Governor Chris Sununu told the House Education Committee that wherever he goes, communities talk about New Hampshire’s need for full-day kindergarten. Vermont’s Brattleboro Reformer is no exception–here’s an excerpt from their editorial urging the House to pass the Governor’s kindergarten grant program:
Senators in the Granite State recently voted 21 to 2 to support a bill to fund full-day kindergarten, which would send aid based on a community’s tax base, its number of low-income students and those who speak English as a second language.
The vote was a rare display of bipartisanship in New Hampshire, but it still needs approval from the House of Representatives, which, as NHPR’s Josh Rogers noted, “(D)ivining what’s reasonable in the New Hampshire House, which couldn’t manage to pass a budget this session, isn’t easy right now.”
NHPR’s Josh Rogers notes that even with the level of opposition suggested by [Rep. Victoria] Sullivan, the bill still could pass in the House. “The promise of more money for the 104 communities that now pay for full day kindergarten on their own is just part of it. Backers are pitching the bill as being about more than education. For Sununu, the lack of universal full-day kindergarten is also a vulnerability as he tries to woo businesses to relocate here.”
Rep. Victoria Sullivan writes that supporters of the bill have offered arguments that are largely economic, ranging from easing tax burdens to giving parents the ability to enter back into the workforce. “None of the arguments consider the child. Not all children are ready for full time school at age five.”
But as any working or stay-at-home parent can tell you, what’s best for a child is often having two income earners in the family. Very few families in the Granite State can afford to have only one person bringing home the bacon.
According to N.H. Business Review’s Bob Sanders, “studies confirm that New Hampshire’s disparity has been growing sharply. From 1979 to 2007, the wealthiest 1 percent in New Hampshire captured 35.5 percent of the state’s income growth, according to tax data. From 2009 to 2011 — the heart of the recession — that same group grabbed an 83.3 percent share of the income.”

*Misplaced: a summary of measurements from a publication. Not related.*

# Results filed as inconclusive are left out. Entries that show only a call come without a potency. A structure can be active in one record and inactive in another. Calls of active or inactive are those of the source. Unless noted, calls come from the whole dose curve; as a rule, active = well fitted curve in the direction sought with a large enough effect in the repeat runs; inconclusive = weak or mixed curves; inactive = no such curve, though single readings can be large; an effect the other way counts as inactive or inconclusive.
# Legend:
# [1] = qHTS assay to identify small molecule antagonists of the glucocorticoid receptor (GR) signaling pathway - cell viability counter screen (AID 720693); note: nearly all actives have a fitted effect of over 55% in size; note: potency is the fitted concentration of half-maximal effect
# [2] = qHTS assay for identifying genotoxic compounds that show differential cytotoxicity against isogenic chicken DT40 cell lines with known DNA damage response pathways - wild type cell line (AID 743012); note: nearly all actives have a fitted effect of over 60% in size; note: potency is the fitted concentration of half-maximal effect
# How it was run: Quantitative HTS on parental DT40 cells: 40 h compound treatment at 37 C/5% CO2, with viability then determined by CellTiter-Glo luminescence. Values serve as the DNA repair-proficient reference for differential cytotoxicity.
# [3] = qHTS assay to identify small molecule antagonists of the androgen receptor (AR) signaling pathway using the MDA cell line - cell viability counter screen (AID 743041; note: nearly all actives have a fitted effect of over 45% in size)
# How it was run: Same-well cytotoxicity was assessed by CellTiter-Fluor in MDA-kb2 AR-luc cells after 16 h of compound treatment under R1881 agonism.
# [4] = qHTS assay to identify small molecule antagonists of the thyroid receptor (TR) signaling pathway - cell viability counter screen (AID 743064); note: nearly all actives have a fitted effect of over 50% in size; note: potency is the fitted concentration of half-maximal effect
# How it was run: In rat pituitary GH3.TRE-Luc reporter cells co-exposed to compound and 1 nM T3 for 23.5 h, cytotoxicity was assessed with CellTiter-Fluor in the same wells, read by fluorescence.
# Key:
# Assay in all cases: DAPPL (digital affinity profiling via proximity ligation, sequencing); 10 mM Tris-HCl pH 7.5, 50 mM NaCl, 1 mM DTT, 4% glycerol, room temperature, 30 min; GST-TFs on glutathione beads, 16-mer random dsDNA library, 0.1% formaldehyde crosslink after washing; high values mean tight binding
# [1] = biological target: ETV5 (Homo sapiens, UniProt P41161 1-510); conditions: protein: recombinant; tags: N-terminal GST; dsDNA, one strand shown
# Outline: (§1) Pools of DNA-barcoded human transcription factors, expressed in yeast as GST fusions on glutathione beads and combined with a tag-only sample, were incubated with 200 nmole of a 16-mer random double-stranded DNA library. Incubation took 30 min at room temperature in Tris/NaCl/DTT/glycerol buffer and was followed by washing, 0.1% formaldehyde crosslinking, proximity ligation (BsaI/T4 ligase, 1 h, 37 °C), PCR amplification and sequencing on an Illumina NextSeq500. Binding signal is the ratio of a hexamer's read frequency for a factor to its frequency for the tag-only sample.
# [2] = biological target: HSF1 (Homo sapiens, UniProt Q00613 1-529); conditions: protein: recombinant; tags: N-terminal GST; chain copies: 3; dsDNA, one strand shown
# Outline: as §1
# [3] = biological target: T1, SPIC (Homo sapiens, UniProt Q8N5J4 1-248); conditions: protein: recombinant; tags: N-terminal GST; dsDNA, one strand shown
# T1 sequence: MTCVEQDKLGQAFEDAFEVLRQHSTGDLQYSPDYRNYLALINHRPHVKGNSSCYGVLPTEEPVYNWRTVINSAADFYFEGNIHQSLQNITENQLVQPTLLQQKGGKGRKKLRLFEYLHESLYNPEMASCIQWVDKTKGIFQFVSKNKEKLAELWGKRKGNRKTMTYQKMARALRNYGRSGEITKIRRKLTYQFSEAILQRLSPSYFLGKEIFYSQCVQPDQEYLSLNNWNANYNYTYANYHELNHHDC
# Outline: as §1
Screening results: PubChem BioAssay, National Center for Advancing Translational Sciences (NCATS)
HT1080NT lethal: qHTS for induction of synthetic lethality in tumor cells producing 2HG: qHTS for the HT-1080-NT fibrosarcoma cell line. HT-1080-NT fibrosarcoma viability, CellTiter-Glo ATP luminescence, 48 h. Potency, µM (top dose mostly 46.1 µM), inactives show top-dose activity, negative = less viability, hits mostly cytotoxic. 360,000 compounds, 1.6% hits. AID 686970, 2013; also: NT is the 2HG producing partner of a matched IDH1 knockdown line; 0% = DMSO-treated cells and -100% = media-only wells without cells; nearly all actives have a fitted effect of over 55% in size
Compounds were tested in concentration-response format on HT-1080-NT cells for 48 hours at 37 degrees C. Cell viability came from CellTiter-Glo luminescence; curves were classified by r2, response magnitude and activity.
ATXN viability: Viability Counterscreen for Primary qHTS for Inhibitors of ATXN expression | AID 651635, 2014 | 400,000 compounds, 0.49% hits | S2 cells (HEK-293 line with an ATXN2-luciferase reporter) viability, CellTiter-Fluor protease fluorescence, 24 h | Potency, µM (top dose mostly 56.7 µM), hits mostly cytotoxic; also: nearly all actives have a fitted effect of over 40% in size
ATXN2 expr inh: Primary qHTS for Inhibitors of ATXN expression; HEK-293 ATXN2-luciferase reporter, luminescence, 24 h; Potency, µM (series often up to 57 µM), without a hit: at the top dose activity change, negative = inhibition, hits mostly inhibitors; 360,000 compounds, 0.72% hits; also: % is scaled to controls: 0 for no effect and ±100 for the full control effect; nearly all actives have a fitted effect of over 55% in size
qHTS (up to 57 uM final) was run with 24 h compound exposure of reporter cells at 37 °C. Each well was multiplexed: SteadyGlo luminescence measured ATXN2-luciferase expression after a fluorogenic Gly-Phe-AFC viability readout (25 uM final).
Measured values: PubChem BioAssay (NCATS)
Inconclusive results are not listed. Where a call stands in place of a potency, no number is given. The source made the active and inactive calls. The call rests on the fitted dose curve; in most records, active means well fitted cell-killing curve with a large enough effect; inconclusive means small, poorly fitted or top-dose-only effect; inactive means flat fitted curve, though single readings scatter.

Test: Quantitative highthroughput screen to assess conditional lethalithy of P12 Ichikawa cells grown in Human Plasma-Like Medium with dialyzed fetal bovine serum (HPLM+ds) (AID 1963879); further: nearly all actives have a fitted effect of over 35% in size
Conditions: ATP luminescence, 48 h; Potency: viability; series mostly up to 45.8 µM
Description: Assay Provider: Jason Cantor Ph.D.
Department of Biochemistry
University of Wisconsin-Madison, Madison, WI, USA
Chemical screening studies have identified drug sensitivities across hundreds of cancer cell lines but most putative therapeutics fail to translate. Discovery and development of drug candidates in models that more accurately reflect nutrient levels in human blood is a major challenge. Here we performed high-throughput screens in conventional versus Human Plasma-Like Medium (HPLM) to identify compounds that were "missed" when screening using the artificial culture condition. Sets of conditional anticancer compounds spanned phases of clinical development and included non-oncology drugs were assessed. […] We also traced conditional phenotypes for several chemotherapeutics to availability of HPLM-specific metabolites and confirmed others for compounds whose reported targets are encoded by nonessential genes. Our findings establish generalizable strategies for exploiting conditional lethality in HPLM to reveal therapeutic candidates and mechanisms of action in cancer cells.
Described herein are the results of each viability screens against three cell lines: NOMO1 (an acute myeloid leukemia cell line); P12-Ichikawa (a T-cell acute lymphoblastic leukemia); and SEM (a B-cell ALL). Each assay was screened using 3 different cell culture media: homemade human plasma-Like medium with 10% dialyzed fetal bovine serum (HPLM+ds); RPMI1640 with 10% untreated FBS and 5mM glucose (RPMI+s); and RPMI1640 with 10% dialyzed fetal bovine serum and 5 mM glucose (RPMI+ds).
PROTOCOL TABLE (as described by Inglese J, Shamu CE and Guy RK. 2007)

In other words, the families that have reaped the majority of the benefits from the post-2007 economy are also the families that can afford full-day childcare. Meanwhile, the Granite State’s shrinking middle class is struggling to make ends meet while providing adequate day care for their children. So whether or not New Hampshire decides to fund kindergarten, and eventually pre-k, parents will continue to need child care for their pre-elementary-school-aged children. It’s all well and good to say it should be up to parents and local school boards to decide about funding these programs, but it can also be said that parents should be given the option of sending their children to state-funded pre-k and kindergarten, especially in lower-income communities.
We would urge the N.H. House of Representatives to exercise the bi-partisanship exhibited by the Senate and approve the legislation.
Read the full editorial here.